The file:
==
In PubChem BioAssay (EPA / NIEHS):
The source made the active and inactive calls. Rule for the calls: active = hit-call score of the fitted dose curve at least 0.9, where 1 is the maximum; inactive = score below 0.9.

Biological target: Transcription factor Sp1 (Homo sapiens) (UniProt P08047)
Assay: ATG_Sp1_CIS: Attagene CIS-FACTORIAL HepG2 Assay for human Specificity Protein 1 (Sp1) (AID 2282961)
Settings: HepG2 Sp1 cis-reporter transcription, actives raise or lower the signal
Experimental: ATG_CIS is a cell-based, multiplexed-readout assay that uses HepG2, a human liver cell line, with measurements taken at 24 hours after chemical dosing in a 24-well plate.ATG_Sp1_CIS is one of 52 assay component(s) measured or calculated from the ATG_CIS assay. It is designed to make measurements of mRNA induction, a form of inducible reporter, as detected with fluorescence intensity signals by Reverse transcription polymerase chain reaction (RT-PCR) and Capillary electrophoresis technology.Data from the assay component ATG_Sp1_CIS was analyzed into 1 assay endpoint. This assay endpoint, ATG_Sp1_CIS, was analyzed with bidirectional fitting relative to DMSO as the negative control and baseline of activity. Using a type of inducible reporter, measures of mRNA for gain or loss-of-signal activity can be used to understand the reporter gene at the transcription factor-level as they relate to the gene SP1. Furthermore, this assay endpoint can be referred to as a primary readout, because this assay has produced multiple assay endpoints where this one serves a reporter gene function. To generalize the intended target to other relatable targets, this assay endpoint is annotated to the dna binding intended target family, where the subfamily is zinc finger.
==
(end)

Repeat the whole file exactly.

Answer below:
In PubChem BioAssay (EPA / NIEHS):
The source made the active and inactive calls. Rule for the calls: active = hit-call score of the fitted dose curve at least 0.9, where 1 is the maximum; inactive = score below 0.9.

Biological target: Transcription factor Sp1 (Homo sapiens) (UniProt P08047)
Assay: ATG_Sp1_CIS: Attagene CIS-FACTORIAL HepG2 Assay for human Specificity Protein 1 (Sp1) (AID 2282961)
Settings: HepG2 Sp1 cis-reporter transcription, actives raise or lower the signal
Experimental: ATG_CIS is a cell-based, multiplexed-readout assay that uses HepG2, a human liver cell line, with measurements taken at 24 hours after chemical dosing in a 24-well plate.ATG_Sp1_CIS is one of 52 assay component(s) measured or calculated from the ATG_CIS assay. It is designed to make measurements of mRNA induction, a form of inducible reporter, as detected with fluorescence intensity signals by Reverse transcription polymerase chain reaction (RT-PCR) and Capillary electrophoresis technology.Data from the assay component ATG_Sp1_CIS was analyzed into 1 assay endpoint. This assay endpoint, ATG_Sp1_CIS, was analyzed with bidirectional fitting relative to DMSO as the negative control and baseline of activity. Using a type of inducible reporter, measures of mRNA for gain or loss-of-signal activity can be used to understand the reporter gene at the transcription factor-level as they relate to the gene SP1. Furthermore, this assay endpoint can be referred to as a primary readout, because this assay has produced multiple assay endpoints where this one serves a reporter gene function. To generalize the intended target to other relatable targets, this assay endpoint is annotated to the dna binding intended target family, where the subfamily is zinc finger.